National Geographic Radio Programs

National Geographic Weekend


National Geographic Weekend Image: SRN Radio logo

January 29, 2011

This Week's Guests:

Zinhle "Zinny" Thabethe
Zinhle "Zinny" Thabethe has a voice that moves audiences to tears, a voice that brings enormous hope to those living with HIV/AIDS. She is one of the lead vocalists in the Sinikithemba Choir, an internationally acclaimed HIV-positive vocal ensemble. But she is also a frontline activist in South Africa, providing medicine and counseling to those afflicted with HIV/AIDS. She joins Boyd in the studio to talk about how the most important medicine is hope.

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Part 1 | Part 2

Bruce Barcott
Sharon Matola was a mushroom expert, an Air Force survival specialist and an Iowa housewife. Now she’s the director of the Belize Zoo. In his new book, The Last Flight of the Scarlet Macaw, award-winning author Bruce Barcott chronicles Matola’s inspiring crusade to save the beautiful bird. Barcott joins Boyd to talk about the book and the remarkable woman at the center of the story.

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David Budzinski
Have you seen the amazing YouTube video called Battle at Kruger? Over thirty million people have. Boyd talks to David Budzinski, the tourist who caught the amazing tournament of animal survival at a South African watering hole while on safari. The video is featured in a new National Geographic Television special, Caught on Safari: Battle at Kruger, airing this Sunday.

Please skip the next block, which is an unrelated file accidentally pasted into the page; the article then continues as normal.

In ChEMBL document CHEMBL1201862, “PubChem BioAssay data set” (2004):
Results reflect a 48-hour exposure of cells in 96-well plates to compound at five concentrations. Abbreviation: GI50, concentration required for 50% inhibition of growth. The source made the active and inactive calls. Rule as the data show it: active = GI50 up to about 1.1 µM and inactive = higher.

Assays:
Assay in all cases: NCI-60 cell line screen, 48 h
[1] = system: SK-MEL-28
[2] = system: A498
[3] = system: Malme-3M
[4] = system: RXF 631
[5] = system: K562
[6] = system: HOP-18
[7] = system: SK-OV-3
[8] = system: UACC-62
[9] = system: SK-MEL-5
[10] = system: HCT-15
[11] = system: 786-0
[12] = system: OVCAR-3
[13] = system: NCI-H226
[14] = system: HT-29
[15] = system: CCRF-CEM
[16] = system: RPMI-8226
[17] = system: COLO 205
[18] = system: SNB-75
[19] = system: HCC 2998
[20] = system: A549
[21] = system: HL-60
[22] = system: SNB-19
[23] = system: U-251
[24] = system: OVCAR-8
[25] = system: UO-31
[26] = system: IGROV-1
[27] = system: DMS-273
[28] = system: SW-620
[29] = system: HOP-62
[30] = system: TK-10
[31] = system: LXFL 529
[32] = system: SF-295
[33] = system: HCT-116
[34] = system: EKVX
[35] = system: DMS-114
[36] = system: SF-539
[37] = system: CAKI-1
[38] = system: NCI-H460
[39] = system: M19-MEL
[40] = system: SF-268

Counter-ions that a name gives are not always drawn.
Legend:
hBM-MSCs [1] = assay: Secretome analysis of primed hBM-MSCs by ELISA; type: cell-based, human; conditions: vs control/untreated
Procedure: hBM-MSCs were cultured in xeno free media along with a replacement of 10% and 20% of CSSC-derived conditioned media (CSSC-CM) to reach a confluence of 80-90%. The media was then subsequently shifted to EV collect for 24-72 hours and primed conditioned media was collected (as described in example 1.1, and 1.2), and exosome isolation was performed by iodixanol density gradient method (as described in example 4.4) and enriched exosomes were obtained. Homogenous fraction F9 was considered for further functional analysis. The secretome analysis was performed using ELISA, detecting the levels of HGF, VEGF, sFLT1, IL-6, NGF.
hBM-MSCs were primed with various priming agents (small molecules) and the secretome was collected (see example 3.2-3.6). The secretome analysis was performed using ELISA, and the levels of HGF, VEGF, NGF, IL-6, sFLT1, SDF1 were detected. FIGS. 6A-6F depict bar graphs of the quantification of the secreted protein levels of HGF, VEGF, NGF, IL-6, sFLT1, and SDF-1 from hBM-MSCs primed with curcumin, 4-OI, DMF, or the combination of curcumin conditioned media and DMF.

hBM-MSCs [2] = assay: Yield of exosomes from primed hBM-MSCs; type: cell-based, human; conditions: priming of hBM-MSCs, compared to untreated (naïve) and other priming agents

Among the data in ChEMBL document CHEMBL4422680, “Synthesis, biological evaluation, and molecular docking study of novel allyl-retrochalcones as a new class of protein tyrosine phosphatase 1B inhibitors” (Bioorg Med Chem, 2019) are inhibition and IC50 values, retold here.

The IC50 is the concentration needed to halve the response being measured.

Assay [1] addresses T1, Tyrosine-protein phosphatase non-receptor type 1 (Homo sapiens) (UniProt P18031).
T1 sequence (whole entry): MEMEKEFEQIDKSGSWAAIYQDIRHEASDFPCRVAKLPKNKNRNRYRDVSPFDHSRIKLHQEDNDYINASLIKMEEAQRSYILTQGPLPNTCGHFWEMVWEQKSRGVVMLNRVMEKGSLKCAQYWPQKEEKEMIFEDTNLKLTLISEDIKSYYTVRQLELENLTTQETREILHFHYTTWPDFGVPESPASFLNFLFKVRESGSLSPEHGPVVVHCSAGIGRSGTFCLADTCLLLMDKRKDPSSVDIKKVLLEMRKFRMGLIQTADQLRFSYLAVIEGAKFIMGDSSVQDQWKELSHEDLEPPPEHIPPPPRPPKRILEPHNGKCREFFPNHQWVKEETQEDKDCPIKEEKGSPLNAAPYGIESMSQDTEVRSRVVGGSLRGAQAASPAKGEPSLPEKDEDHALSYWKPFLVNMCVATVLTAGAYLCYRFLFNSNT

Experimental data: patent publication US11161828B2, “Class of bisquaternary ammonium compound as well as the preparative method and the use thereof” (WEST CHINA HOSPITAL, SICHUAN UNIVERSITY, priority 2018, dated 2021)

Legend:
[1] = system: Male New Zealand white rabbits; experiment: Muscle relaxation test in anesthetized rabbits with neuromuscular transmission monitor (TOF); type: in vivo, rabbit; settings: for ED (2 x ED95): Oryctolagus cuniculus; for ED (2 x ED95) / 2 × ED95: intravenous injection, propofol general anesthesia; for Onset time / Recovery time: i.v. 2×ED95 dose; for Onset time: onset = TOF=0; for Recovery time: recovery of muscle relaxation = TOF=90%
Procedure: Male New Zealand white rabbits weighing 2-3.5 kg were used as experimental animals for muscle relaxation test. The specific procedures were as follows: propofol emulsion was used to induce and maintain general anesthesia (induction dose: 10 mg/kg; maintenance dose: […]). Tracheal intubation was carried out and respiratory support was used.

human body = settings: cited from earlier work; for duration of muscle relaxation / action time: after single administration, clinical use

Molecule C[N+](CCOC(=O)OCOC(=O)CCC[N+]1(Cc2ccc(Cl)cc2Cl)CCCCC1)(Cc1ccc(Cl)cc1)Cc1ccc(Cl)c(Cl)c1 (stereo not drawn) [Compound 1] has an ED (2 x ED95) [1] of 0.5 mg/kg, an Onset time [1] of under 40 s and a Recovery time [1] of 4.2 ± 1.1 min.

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Seth Bauer
One man’s trash is another man’s compost. Seth Bauer, Editorial Director of the Green Guide, helps us grow green in this week’s Green Guide segment.

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Adam Pack
As the director of the Dolphin Institute in Hawaii, Adam Pack spends plenty of time swimming with dolphins. But he has also spent plenty of time in the water with humpback whales. He talks with Boyd about attaching Crittercams to whales and what he is learning from the resulting video footage.

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Part 1 | Part 2

Sarah McNair-Landry
Young explorer Sarah McNair-Landry is currently trekking through the Arctic on an expedition with Will Steger. McNair-Landry joins Boyd via satellite phone from Ellesmere Island to talk about keeping warm at night and scaring away the many polar bears they’ve encountered on the trip so far.

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Mary Olive Smith
Every year over nine thousand Ethiopian women suffer from a devastating childbirth injury that often leads to them being rejected by their husbands and ostracized by their communities. But the injury is easily corrected. Boyd talks to filmmaker Mary Olive Smith who, in a new Nova documentary, A Walk to Beautiful, tells the stories of five Ethiopian women who embark on a journey to reclaim their lost dignity.

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Story-Walk Across Arctic Ice
Boyd Matson tells of a walk across Arctic ice that leaves him with one foot in today and another in tomorrow!

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